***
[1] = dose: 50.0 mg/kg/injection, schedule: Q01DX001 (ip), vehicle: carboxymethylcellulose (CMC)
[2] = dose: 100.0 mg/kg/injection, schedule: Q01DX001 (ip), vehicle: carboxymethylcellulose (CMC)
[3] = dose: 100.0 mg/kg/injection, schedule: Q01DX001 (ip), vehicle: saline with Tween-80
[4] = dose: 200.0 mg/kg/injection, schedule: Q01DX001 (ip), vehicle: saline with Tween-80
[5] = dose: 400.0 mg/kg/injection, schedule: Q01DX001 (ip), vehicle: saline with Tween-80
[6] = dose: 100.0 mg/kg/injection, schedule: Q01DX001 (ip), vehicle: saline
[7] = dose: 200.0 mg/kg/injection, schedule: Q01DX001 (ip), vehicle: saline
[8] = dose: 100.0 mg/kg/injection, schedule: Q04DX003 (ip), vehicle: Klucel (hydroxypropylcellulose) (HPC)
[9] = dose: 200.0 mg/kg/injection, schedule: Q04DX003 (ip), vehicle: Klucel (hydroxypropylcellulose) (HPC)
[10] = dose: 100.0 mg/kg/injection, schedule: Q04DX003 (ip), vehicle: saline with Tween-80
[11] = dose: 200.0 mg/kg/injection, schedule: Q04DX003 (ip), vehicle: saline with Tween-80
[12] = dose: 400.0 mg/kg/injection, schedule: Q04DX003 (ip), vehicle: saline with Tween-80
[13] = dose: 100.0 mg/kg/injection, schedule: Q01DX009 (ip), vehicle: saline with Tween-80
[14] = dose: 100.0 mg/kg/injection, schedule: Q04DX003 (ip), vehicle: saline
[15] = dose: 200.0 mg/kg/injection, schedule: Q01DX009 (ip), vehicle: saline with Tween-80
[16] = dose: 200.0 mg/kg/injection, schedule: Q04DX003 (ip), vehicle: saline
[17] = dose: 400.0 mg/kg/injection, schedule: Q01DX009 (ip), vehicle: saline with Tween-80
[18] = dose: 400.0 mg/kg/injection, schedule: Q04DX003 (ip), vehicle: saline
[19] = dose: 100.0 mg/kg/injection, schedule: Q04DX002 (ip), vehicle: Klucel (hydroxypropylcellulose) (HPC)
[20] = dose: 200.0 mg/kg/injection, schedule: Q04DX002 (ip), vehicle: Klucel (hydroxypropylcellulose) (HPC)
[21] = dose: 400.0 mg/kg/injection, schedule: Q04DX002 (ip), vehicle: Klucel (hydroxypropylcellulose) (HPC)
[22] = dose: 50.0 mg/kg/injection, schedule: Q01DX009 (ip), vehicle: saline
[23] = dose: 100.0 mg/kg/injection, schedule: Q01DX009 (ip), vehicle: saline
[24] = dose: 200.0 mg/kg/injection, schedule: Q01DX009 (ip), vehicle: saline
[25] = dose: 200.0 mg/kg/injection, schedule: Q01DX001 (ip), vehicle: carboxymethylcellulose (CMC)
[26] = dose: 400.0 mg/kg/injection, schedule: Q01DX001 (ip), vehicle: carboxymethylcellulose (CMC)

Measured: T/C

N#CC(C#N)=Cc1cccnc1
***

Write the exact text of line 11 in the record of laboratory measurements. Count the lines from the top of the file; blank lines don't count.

[11] = dose: 200.0 mg/kg/injection, schedule: Q04DX003 (ip), vehicle: saline with Tween-80